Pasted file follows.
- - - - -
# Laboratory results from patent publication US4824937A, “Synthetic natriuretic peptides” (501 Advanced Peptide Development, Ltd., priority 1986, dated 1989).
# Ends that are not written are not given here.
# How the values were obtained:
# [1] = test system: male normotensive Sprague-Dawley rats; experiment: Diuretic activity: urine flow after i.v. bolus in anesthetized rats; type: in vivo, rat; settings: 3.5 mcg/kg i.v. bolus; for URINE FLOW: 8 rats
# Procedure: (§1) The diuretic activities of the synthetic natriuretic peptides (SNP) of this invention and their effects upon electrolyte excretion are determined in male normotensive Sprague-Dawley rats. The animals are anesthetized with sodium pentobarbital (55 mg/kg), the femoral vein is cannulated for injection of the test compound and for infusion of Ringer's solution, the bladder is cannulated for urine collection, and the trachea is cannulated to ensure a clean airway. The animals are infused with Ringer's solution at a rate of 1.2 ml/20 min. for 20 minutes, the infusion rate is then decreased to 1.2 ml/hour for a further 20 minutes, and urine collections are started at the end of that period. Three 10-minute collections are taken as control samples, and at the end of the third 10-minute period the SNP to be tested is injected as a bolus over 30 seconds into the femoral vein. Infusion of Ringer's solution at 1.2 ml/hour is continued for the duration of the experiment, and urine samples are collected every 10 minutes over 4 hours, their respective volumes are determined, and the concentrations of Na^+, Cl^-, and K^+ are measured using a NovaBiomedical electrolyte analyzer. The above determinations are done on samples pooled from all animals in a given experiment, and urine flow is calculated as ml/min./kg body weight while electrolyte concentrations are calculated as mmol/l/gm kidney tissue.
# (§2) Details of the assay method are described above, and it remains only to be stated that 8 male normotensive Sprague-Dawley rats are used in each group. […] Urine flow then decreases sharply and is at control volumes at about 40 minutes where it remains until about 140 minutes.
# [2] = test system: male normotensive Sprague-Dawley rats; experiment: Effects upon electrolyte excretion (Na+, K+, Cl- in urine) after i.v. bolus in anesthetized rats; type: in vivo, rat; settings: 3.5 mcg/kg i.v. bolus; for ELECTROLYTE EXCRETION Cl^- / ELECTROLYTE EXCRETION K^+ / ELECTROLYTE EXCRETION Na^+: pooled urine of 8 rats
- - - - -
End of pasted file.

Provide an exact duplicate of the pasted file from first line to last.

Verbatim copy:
# Laboratory results from patent publication US4824937A, “Synthetic natriuretic peptides” (501 Advanced Peptide Development, Ltd., priority 1986, dated 1989).
# Ends that are not written are not given here.
# How the values were obtained:
# [1] = test system: male normotensive Sprague-Dawley rats; experiment: Diuretic activity: urine flow after i.v. bolus in anesthetized rats; type: in vivo, rat; settings: 3.5 mcg/kg i.v. bolus; for URINE FLOW: 8 rats
# Procedure: (§1) The diuretic activities of the synthetic natriuretic peptides (SNP) of this invention and their effects upon electrolyte excretion are determined in male normotensive Sprague-Dawley rats. The animals are anesthetized with sodium pentobarbital (55 mg/kg), the femoral vein is cannulated for injection of the test compound and for infusion of Ringer's solution, the bladder is cannulated for urine collection, and the trachea is cannulated to ensure a clean airway. The animals are infused with Ringer's solution at a rate of 1.2 ml/20 min. for 20 minutes, the infusion rate is then decreased to 1.2 ml/hour for a further 20 minutes, and urine collections are started at the end of that period. Three 10-minute collections are taken as control samples, and at the end of the third 10-minute period the SNP to be tested is injected as a bolus over 30 seconds into the femoral vein. Infusion of Ringer's solution at 1.2 ml/hour is continued for the duration of the experiment, and urine samples are collected every 10 minutes over 4 hours, their respective volumes are determined, and the concentrations of Na^+, Cl^-, and K^+ are measured using a NovaBiomedical electrolyte analyzer. The above determinations are done on samples pooled from all animals in a given experiment, and urine flow is calculated as ml/min./kg body weight while electrolyte concentrations are calculated as mmol/l/gm kidney tissue.
# (§2) Details of the assay method are described above, and it remains only to be stated that 8 male normotensive Sprague-Dawley rats are used in each group. […] Urine flow then decreases sharply and is at control volumes at about 40 minutes where it remains until about 140 minutes.
# [2] = test system: male normotensive Sprague-Dawley rats; experiment: Effects upon electrolyte excretion (Na+, K+, Cl- in urine) after i.v. bolus in anesthetized rats; type: in vivo, rat; settings: 3.5 mcg/kg i.v. bolus; for ELECTROLYTE EXCRETION Cl^- / ELECTROLYTE EXCRETION K^+ / ELECTROLYTE EXCRETION Na^+: pooled urine of 8 rats